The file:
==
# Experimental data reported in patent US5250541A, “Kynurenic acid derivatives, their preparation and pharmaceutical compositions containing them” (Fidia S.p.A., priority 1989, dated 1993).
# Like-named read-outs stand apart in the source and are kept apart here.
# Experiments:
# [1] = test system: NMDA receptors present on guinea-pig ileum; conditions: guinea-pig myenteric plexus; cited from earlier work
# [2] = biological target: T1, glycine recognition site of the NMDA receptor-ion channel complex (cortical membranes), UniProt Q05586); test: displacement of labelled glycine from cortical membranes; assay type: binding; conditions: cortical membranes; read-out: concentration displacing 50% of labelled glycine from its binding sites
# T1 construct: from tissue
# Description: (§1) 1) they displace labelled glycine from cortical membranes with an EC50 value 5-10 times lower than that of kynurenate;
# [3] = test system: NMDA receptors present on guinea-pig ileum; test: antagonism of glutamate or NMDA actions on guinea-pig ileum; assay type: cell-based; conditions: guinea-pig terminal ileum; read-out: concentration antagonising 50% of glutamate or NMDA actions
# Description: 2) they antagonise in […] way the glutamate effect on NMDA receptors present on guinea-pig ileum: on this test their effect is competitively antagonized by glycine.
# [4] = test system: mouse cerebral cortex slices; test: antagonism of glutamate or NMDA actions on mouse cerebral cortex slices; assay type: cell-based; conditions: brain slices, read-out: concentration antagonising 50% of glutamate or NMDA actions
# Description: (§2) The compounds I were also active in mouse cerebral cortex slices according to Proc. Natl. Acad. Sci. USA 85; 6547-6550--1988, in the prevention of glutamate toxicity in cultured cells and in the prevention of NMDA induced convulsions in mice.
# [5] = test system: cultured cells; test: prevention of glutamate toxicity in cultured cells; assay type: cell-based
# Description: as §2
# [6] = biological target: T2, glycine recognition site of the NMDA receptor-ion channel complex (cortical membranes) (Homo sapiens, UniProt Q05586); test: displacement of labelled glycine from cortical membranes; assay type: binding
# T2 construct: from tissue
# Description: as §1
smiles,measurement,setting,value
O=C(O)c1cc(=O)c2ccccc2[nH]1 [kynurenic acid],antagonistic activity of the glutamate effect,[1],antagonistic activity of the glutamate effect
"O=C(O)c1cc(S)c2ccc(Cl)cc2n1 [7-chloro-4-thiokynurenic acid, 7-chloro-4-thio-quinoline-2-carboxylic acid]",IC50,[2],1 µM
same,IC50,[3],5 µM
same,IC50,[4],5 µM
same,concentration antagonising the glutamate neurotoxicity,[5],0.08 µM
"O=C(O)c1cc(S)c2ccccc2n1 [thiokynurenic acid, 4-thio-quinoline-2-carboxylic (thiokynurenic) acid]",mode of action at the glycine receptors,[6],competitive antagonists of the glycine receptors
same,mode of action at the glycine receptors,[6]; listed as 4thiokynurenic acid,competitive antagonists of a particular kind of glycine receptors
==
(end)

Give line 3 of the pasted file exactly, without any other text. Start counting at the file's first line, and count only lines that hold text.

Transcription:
# Experiments: